• Harry Young as the Stor at Coot
  • Margaret Reid as Doreen's mother
  • Charles Keegan as the parson
  • William Coulter as Uncle Jim
  • Helen Fergus as nurse
  • C.J. Dennis as himself

Production[edit]

C.J. Dennis' original book had been a best seller since its publication in 1915. It was read by executive J.D. Williams who gave Raymond Longford a copy and suggested it might make a good movie. Longford gave it to his partner Lottie Lyell and she was supportive.

Finance was provided by an Adelaide company, the Southern Cross Feature Film Company who had funded The Woman Suffers. C.J. Dennis was reluctant to give away the movie rights for fear it would affect book sales, however he eventually agreed after prolonged negotiations and a royalty payment of £1,000, half the film's budget.[5]

Lyell is thought to have co-authored the screenplay which relocated the story from Melbourne to Woolloomooloo in Sydney.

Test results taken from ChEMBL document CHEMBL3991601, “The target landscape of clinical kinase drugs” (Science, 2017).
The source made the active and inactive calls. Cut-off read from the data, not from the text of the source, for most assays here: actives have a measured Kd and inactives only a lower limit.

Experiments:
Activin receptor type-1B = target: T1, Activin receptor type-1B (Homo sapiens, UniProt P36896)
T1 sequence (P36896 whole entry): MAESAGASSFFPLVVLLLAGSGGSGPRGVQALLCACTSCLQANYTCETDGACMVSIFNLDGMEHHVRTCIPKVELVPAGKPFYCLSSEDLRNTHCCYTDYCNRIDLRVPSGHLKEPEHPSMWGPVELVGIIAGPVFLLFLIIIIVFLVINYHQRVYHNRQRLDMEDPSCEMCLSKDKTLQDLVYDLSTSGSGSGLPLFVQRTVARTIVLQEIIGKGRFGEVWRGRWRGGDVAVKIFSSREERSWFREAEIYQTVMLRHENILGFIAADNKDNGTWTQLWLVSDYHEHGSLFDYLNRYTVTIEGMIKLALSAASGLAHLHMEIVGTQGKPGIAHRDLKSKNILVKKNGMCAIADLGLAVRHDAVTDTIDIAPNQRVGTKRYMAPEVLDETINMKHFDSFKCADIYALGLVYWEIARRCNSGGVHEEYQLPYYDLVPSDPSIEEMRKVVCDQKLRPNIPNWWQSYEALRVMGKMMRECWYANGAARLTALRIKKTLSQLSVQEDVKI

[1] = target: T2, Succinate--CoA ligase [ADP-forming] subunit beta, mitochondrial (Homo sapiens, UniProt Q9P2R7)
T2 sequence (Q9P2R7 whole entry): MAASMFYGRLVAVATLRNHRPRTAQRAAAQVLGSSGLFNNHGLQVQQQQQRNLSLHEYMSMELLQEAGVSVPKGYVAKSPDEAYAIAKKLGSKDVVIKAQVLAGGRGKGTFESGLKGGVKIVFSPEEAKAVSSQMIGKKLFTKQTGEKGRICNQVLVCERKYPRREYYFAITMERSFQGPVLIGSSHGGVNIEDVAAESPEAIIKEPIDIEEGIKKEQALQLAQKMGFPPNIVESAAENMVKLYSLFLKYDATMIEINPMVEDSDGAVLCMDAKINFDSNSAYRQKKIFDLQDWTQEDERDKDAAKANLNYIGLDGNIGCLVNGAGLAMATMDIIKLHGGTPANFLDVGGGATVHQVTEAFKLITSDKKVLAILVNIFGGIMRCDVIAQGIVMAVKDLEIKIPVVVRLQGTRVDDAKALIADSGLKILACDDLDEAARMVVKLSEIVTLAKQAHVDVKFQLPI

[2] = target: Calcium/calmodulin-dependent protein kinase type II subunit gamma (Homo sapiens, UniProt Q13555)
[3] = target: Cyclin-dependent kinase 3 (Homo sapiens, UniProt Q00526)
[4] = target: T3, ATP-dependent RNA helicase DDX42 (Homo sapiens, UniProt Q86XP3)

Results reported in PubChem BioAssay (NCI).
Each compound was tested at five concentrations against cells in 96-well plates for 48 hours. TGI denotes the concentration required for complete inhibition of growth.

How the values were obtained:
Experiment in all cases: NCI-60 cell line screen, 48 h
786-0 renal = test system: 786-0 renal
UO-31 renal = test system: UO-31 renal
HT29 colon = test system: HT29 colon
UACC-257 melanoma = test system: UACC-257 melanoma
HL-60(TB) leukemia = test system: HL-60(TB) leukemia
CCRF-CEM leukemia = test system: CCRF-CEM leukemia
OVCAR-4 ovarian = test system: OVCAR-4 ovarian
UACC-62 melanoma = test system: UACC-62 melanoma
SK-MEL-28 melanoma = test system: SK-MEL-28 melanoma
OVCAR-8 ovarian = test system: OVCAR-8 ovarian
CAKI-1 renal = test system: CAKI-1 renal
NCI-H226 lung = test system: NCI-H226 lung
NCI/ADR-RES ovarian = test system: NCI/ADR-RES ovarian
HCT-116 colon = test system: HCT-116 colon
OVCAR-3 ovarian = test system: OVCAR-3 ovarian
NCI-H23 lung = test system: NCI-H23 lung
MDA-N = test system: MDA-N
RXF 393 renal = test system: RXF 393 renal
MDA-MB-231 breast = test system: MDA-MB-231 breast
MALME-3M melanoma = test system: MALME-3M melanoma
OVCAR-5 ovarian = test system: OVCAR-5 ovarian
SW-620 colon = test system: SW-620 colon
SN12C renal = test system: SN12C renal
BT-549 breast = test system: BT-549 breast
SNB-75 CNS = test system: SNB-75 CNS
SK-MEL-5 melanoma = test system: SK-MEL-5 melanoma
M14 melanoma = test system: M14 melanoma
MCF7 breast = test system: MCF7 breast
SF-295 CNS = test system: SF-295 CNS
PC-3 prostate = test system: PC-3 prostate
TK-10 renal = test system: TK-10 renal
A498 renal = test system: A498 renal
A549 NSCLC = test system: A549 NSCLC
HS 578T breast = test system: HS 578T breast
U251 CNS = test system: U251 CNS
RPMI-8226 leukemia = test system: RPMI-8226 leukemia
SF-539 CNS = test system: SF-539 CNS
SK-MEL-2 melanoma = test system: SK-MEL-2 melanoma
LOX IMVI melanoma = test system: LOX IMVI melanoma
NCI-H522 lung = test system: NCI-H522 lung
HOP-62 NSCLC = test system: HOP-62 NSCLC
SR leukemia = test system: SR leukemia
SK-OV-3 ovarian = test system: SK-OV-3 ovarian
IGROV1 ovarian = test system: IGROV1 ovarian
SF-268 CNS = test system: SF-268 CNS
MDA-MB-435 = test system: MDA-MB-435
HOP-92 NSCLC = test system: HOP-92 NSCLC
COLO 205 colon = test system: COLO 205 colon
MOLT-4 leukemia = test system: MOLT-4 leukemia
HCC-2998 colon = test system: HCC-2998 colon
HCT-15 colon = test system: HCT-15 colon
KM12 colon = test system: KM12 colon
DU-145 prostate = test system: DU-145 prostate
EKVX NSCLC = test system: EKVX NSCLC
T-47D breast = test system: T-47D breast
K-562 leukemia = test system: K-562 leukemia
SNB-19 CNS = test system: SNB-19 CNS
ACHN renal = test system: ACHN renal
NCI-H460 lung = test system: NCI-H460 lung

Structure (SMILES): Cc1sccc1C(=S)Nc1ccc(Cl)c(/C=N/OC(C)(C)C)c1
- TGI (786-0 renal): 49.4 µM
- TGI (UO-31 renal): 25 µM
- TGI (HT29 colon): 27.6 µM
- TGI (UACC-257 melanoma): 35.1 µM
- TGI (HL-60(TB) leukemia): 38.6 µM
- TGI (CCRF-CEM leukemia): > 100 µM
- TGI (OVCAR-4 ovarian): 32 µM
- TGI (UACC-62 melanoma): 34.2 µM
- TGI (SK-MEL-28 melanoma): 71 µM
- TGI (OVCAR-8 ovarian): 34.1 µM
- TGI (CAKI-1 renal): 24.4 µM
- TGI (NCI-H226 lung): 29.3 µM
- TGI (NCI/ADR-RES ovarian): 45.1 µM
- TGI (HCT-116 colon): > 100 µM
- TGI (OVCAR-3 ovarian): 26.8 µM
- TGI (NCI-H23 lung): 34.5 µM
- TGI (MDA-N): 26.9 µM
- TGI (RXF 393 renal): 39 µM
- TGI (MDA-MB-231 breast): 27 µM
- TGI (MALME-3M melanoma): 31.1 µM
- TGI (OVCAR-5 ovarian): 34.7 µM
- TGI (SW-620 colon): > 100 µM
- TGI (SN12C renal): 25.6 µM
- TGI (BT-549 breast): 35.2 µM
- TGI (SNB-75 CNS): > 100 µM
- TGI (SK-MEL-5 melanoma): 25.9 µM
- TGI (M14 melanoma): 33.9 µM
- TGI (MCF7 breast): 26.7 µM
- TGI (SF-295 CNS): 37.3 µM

Arthur Tauchert had extensive experience working in suburban vaudeville but had only made two short movies prior to this.

The movie was shot in 1918 on location in Woolloomooloo, with the orchard scenes done at Hornsby Valley in near Sydney, and interiors at open-air sets at Wonderland City, Bondi (which meant Longford could avoid paying excessive rental for using sets at the Rushcutters Bay Studio). Some shots of sunsets and sunrises for the inter titles were done in Adelaide.[6]

Sydney authorities refused to allow police uniforms to be depicted, or for shooting to take place in the city's gaols. However Longford managed to persuade Commonwealth dockside officials to appear as policemen and let him use an old watch house in Woolloomooloo.